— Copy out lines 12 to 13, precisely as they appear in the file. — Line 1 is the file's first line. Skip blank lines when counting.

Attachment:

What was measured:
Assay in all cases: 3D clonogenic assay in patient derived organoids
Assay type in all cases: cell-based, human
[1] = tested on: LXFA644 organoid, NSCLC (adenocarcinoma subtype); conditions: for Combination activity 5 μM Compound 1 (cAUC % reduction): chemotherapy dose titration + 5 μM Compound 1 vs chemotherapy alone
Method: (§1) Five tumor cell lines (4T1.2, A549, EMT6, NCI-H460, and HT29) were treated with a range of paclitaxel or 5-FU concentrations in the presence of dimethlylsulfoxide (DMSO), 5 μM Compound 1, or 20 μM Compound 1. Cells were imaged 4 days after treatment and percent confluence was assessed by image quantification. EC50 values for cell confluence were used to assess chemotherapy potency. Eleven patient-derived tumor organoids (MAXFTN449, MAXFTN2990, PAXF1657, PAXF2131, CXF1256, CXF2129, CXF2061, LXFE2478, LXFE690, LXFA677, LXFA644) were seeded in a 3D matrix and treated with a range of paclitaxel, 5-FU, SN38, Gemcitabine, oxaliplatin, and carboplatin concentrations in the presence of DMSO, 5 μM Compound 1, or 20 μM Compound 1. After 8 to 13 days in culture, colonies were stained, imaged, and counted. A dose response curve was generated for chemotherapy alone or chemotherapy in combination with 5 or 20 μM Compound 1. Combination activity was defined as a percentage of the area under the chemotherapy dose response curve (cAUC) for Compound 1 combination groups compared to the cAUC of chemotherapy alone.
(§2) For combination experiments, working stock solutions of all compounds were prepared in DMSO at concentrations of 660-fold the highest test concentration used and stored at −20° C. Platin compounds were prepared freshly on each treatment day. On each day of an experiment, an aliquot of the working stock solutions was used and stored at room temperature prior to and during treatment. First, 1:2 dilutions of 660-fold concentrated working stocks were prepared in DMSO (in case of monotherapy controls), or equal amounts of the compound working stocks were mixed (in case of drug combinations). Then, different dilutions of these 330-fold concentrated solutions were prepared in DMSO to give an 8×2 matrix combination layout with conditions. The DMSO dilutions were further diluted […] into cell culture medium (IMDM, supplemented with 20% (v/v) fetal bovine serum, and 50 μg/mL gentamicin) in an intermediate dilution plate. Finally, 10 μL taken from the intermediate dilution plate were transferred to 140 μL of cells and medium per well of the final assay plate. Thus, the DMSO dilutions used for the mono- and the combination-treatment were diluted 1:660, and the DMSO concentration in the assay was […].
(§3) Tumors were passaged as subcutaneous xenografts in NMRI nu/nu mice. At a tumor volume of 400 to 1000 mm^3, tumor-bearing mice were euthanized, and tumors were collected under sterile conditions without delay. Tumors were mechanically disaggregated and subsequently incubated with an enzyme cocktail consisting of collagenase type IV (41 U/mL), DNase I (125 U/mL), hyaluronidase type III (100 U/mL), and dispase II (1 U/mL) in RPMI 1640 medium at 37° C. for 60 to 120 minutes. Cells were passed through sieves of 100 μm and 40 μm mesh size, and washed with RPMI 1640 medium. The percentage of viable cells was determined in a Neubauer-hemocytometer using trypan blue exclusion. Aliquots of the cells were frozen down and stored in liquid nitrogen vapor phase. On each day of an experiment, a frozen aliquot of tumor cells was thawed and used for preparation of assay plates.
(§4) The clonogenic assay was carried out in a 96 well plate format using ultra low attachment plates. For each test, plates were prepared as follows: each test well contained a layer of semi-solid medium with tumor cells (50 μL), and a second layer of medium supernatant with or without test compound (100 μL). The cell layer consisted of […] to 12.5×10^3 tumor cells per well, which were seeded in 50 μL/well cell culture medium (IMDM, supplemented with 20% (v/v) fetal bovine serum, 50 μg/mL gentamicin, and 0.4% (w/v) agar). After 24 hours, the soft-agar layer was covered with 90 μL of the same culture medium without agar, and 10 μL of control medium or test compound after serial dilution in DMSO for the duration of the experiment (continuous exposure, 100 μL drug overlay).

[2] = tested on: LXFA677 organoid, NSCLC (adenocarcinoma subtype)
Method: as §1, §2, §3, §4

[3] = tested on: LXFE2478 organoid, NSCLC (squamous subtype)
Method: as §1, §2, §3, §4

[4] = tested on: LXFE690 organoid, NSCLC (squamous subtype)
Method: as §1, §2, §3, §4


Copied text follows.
Method: as §1, §2, §3, §4

[4] = tested on: LXFE690 organoid, NSCLC (squamous subtype)